Harare, Zimbabwe (News of the South)-For those few cinema scholars who speak of some motion pictures as “films,” and others as “movies,” Guuillermo del Toro’s glorious “The Shape of Water”” refuses to go tidily into either box.
A ravishing, eccentric auteur’s imagining, spilling artistry, empathy and sensuality from every open pore, it also offers more straight-up movie for your money than just about any Hollywood studio offering this year.
This decidedly adult fairytale, about a forlorn, mute cleaning lady and the uncanny merman who save each other’s lives in very different ways, careers wildly from mad-scientist B-movie to heart-thumping Cold War noir to ecstatic, wings-on-heels musical, keeping an unexpectedly classical love story afloat with every dizzy genre turn.
Lit from within by a heart-clutching silent star turn from Sally Hawkins lent dialogue by one of Alexandre Desplat’s most abundantly swirling scores, this is incontestably del Toro’s most rewarding, richly realized film — or movie, for that matter — since 2006’s “Pan’s Labyrinth.”
With encouragement from critics and awards voters, discerning viewers should make Fox Searchlight’s December release the season’s classiest date movie — for perhaps the greatest of “The Shaoe of Water’s” many surprises is how extravagantly romantic it is, driven throughout by an all-conquering belief in soulmates as lifelines.
This is del Toro’s second straight film to smuggle a swooning, lovestruck heart beneath pulpier genre clothing (“It’s really a Gothic romance” became something of a fan meme in response to 2015’s horror-styled “Crimson Peak”), though this time, there’s nothing arch about its romanticism: It’s as pure-hearted and simple a girl-meets-Amazonian-water-creature-who-might-just-be-a-god story as any ever made.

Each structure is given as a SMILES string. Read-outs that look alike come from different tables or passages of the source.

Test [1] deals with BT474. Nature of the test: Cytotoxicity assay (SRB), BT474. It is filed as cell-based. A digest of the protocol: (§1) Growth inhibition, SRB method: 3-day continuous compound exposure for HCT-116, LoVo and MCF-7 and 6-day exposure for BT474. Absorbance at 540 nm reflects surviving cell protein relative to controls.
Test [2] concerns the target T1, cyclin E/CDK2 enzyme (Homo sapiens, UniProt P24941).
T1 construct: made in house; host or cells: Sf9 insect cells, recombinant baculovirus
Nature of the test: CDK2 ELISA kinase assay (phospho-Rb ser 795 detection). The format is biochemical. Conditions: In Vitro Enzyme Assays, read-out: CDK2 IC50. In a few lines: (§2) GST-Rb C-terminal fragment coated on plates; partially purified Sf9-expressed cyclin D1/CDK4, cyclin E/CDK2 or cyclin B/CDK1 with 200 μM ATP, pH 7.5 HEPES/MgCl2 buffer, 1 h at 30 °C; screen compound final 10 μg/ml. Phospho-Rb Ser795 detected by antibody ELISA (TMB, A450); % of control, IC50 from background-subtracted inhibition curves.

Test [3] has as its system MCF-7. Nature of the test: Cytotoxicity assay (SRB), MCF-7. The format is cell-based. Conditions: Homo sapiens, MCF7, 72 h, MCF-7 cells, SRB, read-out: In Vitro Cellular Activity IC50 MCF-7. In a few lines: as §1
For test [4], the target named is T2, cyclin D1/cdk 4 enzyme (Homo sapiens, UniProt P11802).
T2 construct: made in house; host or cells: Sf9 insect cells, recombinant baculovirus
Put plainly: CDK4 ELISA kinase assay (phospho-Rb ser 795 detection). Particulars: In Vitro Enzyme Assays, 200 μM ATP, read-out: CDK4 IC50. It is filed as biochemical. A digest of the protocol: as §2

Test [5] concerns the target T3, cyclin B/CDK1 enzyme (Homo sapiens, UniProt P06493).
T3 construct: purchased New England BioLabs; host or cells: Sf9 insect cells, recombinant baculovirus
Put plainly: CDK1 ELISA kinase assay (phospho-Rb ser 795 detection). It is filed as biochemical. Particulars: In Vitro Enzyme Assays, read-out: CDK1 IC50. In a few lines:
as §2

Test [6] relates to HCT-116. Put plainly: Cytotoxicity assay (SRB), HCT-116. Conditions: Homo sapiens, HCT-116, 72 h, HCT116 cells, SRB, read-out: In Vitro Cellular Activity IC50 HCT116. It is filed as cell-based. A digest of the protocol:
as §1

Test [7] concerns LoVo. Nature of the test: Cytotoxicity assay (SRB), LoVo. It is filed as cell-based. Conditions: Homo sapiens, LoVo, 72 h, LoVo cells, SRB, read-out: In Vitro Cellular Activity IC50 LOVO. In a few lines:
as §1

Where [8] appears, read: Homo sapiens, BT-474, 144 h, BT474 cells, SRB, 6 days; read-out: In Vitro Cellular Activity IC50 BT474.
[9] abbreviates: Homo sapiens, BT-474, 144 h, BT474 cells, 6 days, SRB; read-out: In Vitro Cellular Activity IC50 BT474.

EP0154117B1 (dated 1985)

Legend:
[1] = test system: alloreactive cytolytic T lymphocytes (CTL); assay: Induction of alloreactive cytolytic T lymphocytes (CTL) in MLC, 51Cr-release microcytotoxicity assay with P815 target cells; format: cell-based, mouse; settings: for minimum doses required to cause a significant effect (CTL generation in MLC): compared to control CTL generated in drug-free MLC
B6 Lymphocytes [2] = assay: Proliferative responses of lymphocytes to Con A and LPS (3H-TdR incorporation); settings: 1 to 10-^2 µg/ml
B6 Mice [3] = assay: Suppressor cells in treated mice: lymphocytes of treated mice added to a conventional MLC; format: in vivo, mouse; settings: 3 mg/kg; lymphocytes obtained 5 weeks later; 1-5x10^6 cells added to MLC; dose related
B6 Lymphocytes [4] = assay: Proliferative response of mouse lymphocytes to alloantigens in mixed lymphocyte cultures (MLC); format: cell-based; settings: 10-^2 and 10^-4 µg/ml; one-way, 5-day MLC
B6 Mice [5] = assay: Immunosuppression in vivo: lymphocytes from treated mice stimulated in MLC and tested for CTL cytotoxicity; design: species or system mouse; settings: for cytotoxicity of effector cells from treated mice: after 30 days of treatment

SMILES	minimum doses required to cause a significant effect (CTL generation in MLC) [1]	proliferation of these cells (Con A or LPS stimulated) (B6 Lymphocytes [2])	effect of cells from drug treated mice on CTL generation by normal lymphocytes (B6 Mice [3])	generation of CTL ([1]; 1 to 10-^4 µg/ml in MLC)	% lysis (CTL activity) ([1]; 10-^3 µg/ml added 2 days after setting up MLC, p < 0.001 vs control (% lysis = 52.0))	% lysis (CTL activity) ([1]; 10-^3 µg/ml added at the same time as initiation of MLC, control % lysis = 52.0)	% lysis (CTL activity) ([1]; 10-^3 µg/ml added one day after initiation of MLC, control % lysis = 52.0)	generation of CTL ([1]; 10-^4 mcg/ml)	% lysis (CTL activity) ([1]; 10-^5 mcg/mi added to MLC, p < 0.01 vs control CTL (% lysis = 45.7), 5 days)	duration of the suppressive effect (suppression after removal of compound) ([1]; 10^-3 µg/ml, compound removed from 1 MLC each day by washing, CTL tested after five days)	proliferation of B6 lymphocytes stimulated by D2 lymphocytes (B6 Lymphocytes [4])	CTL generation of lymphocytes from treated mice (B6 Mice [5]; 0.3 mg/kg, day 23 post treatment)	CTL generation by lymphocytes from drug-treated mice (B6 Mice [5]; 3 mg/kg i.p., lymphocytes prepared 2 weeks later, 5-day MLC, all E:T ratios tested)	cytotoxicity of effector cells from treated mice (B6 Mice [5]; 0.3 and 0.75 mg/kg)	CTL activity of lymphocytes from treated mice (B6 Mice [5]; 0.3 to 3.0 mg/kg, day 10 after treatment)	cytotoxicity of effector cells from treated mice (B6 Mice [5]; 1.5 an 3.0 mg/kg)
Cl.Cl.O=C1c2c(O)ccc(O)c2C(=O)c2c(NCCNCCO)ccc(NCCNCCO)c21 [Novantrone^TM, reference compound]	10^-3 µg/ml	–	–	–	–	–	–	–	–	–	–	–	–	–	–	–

The film announces its fairytale intentions from the outset, via the florid, characteristically comforting Richard Jenkins voiceover that bookends proceedings: References are made to “the last days of a fair prince’s reign,” “the princess without voice” and “the monster who tried to end it all,” as the shabby contents of an ocean-flooded Baltimore apartment float in the blue like sea anemones.
It’s a dreamy image on which to kick off a story that never seems entirely of this world, even as we’re introduced to the mundane everyday routine of Elisa (Hawkins), voiceless and orphaned from infancy, who scrapes together a living as a cleaner in a top-secret government laboratory, where assorted shady experiments are conducted in a fevered spirit of anti-Russian paranoia. The year, of course, is 1962.
Elisa is lonely, but she’s not alone; indeed, loneliness is a condition common to most of the film’s characters, from her ceaselessly chatty workplace pal and protector Zelda (an irresistible Octavia Spencer), who carps despairingly about her unresponsive husband, or her avuncular neighbor Giles (Jenkins), a repressed gay illustrator who can’t find an outlet for either his work or his persecuted affections.
No one, however, is more desperately isolated than our nameless creature of the deep, dragged from South America to a murky tank at the lab by scientists convinced his supernatural capabilities can give America an edge in the space race. (If you’re wondering why, the film has no answer: Cold War bureaucrats are not presented here as the epitome of rationality.)
Yet when Elisa encounters him through the glass on her cleaning rounds, she sees not a scaled, finned, algae-colored beast, but a kindred spirit, one who shares not just her silence, but her misfit perspective, her scars of abuse and her ebullient love of Benny Goodman records.
Music is the chief conduit of feeling throughout “The Shape of Water,” whether in the form of Desplat’s ornate, orchestral jazz compositions, or crackling vintage cuts from the screen musicals Elisa and Giles consume together. Harry Warren and Mack Gordon’s wistful “You’ll Never Know” may have won an Oscar in 1943 for the lightweight Alice Faye musical “Hello, Frisco Hello” — briefly glimpsed on a boxy TV screen — but del Toro’s film has just given it a new, definitive cinematic context, as the recurring leitmotif for Elisa’s inner torment.
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